Mastoiditis is a rare ear-linked condition wherein infection and inflammation occur in the mastoid bone situated behind the ear. The mastoid bone is a vital organelle composed of air sacs with an appearance similar to that of a sponge, unlike other bones that are hardened. It needs to receive air from the other parts of the ear including the eustachian tube, in order to carry out its routine functions of regulating ear pressure and protecting the delicate inner structures of the ear. The mastoid bone also forms a segment of the temporal bone in the skull and safeguards the rigid assembly from damage during trauma. Since the eustachian tube connects the middle ear and the rear portion of the throat, in instances of middle ear infections, it can result in eustachian tube dysfunction and mastoiditis.

Also Read: Eustachian Tube Dysfunction: Causes, Symptoms And Treatment
Woman with ear pain due to mastoiditis

Causes Of Mastoiditis:

Mastoiditis chiefly occurs due to bacterial infections of the middle ear that have not been treated properly or completely. This invariably leads to the spread of the pathogenic microbe to the inner ear and mastoid bone, subsequently becoming rather severe and triggering its degradation if not given timely medical care.

Mastoiditis affects either only one ear at a time or both ears simultaneously and though it arises often in children, it can develop in adults as well.

Symptoms And Complications:

The distinct signs associated with mastoiditis are in many ways the same as that of ear infections since mastoiditis primarily arises from serious infectious conditions in the hearing assemblies. These include:

  • Ear pain
  • Prominent swelling, with redness and irritation behind the affected ear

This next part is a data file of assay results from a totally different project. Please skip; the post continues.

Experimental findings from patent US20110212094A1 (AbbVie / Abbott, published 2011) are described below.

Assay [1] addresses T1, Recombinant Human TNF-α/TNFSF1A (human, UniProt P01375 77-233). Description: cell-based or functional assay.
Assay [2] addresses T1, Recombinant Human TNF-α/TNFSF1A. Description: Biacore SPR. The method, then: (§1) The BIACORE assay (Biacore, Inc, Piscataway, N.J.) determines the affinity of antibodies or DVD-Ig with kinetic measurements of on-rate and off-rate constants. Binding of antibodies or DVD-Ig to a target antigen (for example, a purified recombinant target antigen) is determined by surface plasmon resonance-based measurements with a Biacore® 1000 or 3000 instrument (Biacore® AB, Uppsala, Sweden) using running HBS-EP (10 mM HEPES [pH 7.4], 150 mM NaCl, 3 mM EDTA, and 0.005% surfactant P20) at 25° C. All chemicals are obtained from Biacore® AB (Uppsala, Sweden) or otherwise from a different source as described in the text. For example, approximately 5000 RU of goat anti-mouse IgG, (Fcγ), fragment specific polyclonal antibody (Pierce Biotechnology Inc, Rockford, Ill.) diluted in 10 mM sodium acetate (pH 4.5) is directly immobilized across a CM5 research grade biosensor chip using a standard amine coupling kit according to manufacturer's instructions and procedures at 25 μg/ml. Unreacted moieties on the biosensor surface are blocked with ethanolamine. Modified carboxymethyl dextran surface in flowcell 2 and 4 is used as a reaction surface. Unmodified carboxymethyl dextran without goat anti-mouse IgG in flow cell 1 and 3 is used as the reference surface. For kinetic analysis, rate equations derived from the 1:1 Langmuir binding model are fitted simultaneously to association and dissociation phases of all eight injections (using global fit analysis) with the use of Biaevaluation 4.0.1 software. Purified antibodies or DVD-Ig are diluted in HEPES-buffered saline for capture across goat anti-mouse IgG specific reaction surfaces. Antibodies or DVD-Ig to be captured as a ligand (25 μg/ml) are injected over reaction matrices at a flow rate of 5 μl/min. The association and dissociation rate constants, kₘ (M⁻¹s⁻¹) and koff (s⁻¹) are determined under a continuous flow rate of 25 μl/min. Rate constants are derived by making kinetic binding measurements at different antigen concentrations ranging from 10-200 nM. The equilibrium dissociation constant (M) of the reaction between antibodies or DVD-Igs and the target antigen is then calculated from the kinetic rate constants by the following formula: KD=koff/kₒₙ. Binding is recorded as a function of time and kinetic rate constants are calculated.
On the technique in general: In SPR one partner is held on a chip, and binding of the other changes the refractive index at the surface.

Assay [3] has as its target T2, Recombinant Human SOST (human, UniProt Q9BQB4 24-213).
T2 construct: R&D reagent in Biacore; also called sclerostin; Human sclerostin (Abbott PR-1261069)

• Fever
  • Throbbing headaches
  • Oozing of liquid discharge from the infected ear
  • Hearing loss to a certain extent in the inflamed ear

In very grave situations, mastoiditis can lead to brain abscess with excruciating headaches and swelling at the back of the eyes i.e. papilledema. Furthermore, if not given proper treatment, mastoiditis induces serious health consequences such as dizziness/vertigo, paralysis of the facial area and even an advanced degree of hearing loss.

Also Read: Vertigo: Causes, Symptoms And Treatment


Upon reporting the symptoms to the doctor, the ears of the patient are thoroughly examined to look for signs of middle ear infections. Since the mastoid bone is seated deep in the internal tissues, it cannot be probed by means of an external exam and hence additional diagnostic evaluations are carried out, such as:

  • The white blood cell (WBC) count of the patient is calculated from a blood test, to ascertain the presence of pathogenic bacteria or microbes that trigger infection
  • CT scan i.e., computed tomography, to clearly view the internal portions of the ears and head
  • MRI scan of the inner ear structures and the segments within the skull, to spot any injured, damaged or inflamed tissues
  • X-ray of the skull
  • Spinal tap/lumbar puncture, to probe the fluid within the skull to look for signs of infection in the spinal column


Treatment for mastoiditis depends on the duration and severity of symptoms. If only a minor infection is present in the middle ear and is given appropriate medical treatment on time, then it does not affect the eustachian tube and mastoid bone and thus mastoiditis can effectively be prevented. When infection is detected in the mastoid tissues but has not progressed to an alarming degree, then oral antibiotics are prescribed which helps to combat the pathogens and remedy ear infections.

However, in certain circumstances, mastoiditis can be life-threatening with severe complications of swelling behind the ears and at the rear end of the eyes, headaches, dizzy sensations and loss of motion of facial muscles i.e. paralysis. In such serious cases, the patient is admitted to the hospital at once and administered antibiotics intravenously. In addition, surgery may be required entailing an incision and drainage procedure to draw out the infected fluids from the middle ear.

Surgical protocols to remove a part of the mastoid bone that has been damaged and to extract excess fluids with infectious agents from those areas are also performed. In this manner, normal functions of the ears and their internal organelles can be restored to a considerable extent and the patient is advised to continue taking oral antibiotics after being discharged from the hospital.